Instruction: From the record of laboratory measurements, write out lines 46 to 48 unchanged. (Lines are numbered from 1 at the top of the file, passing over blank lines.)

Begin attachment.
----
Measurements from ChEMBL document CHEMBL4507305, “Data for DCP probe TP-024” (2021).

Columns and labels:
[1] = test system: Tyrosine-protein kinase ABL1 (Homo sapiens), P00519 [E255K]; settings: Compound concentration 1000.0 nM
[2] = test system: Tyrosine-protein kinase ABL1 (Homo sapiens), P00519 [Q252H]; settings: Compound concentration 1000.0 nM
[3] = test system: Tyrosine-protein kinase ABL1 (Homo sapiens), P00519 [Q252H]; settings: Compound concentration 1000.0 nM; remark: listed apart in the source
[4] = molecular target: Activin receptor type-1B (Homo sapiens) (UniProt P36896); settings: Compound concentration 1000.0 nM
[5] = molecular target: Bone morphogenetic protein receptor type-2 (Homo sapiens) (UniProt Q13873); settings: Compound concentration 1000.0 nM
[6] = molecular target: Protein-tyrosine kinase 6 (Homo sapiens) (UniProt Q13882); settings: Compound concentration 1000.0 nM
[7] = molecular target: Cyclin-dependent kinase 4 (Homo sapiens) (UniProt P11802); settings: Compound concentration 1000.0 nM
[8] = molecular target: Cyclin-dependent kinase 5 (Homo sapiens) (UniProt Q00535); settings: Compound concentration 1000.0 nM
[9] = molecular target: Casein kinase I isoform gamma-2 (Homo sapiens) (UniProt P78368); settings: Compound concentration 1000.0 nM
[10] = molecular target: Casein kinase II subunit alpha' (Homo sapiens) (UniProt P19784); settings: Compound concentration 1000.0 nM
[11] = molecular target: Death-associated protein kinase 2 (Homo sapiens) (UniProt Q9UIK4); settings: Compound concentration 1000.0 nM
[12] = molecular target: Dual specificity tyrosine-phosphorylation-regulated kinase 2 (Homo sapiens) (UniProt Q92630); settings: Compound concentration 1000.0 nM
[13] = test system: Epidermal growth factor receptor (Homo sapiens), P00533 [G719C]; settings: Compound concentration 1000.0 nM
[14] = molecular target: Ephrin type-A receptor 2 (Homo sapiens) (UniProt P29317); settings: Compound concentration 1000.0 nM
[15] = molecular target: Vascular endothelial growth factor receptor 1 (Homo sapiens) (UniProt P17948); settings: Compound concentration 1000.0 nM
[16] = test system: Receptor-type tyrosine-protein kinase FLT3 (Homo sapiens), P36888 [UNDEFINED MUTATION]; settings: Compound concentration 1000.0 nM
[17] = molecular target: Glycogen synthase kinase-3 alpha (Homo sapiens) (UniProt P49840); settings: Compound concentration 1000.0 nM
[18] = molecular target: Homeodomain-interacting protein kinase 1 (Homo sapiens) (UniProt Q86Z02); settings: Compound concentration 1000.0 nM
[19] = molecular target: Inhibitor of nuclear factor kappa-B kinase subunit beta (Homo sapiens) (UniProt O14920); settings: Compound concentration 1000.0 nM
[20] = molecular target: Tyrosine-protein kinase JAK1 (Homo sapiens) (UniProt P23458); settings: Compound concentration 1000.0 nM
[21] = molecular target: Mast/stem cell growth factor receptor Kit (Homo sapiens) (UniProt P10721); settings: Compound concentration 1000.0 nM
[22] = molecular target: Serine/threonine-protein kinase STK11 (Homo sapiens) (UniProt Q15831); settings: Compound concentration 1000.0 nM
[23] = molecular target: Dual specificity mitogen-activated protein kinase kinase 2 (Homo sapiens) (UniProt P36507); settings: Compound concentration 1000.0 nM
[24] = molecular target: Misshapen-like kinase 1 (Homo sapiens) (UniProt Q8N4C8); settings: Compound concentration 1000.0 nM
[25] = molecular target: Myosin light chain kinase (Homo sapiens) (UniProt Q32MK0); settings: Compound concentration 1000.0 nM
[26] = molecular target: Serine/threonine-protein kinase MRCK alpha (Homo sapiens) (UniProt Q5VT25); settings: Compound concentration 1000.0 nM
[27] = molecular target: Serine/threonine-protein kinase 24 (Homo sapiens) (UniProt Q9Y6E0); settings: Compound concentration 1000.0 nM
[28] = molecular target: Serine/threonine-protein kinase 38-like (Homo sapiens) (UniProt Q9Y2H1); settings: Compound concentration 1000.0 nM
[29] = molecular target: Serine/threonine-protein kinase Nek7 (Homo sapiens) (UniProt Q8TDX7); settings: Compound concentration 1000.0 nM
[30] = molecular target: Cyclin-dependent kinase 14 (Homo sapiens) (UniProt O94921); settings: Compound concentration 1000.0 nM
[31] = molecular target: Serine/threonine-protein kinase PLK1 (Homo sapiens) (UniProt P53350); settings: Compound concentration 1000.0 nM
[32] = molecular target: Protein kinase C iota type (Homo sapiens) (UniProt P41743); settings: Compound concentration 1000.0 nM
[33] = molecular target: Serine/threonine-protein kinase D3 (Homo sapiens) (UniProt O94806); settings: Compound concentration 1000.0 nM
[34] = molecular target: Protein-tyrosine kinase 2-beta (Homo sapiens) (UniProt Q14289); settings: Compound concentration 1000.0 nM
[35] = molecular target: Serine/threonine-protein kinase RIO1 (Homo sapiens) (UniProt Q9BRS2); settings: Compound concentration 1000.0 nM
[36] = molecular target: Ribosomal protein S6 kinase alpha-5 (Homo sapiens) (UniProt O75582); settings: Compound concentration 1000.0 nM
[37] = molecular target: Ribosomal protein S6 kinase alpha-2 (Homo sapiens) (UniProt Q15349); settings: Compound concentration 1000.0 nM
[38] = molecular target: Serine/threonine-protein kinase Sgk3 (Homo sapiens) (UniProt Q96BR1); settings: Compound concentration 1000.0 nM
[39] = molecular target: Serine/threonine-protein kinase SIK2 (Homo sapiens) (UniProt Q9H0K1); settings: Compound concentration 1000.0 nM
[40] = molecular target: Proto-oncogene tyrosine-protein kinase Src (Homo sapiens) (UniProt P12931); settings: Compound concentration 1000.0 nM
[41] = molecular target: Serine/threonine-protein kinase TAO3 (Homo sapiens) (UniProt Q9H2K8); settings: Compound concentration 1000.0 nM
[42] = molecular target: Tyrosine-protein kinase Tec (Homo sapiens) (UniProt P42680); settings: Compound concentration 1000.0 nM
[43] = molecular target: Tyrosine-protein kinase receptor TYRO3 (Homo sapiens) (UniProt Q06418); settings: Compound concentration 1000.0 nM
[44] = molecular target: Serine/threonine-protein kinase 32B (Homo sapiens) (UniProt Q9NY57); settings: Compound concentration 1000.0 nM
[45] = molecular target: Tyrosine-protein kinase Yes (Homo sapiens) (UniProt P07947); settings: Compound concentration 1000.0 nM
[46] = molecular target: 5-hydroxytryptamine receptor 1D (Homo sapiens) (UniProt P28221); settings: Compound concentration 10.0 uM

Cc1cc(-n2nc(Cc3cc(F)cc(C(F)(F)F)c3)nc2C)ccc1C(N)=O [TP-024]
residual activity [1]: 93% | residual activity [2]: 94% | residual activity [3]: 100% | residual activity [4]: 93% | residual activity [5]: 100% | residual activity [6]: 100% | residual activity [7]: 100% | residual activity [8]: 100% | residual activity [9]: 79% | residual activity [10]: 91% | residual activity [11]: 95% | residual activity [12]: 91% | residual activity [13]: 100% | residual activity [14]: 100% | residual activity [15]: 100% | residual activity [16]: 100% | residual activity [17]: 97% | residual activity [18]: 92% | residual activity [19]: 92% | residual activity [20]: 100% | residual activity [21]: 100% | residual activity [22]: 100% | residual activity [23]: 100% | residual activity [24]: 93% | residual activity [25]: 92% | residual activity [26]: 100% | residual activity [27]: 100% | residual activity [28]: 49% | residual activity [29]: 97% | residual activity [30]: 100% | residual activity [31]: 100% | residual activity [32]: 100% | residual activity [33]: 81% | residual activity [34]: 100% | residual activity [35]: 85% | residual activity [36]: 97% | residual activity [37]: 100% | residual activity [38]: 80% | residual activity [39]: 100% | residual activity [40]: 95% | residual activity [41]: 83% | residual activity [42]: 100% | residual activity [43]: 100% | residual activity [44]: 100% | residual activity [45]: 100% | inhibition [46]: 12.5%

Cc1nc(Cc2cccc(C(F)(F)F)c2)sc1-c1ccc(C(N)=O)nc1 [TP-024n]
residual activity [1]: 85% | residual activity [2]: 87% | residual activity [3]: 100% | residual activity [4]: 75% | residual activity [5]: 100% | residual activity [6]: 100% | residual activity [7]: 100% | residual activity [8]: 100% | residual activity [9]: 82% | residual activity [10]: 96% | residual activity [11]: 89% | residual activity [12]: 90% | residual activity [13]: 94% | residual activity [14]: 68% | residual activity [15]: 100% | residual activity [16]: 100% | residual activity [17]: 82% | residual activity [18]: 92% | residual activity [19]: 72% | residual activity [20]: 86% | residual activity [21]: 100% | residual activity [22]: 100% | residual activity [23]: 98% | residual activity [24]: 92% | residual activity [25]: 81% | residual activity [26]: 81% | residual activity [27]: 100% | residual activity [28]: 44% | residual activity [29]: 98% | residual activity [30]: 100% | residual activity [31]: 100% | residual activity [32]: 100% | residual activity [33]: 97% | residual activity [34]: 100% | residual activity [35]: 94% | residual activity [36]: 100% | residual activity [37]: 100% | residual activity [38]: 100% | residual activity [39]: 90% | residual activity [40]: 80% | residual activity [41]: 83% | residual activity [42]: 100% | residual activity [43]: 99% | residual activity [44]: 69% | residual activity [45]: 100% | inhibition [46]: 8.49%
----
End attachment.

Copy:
[44] = molecular target: Serine/threonine-protein kinase 32B (Homo sapiens) (UniProt Q9NY57); settings: Compound concentration 1000.0 nM
[45] = molecular target: Tyrosine-protein kinase Yes (Homo sapiens) (UniProt P07947); settings: Compound concentration 1000.0 nM
[46] = molecular target: 5-hydroxytryptamine receptor 1D (Homo sapiens) (UniProt P28221); settings: Compound concentration 10.0 uM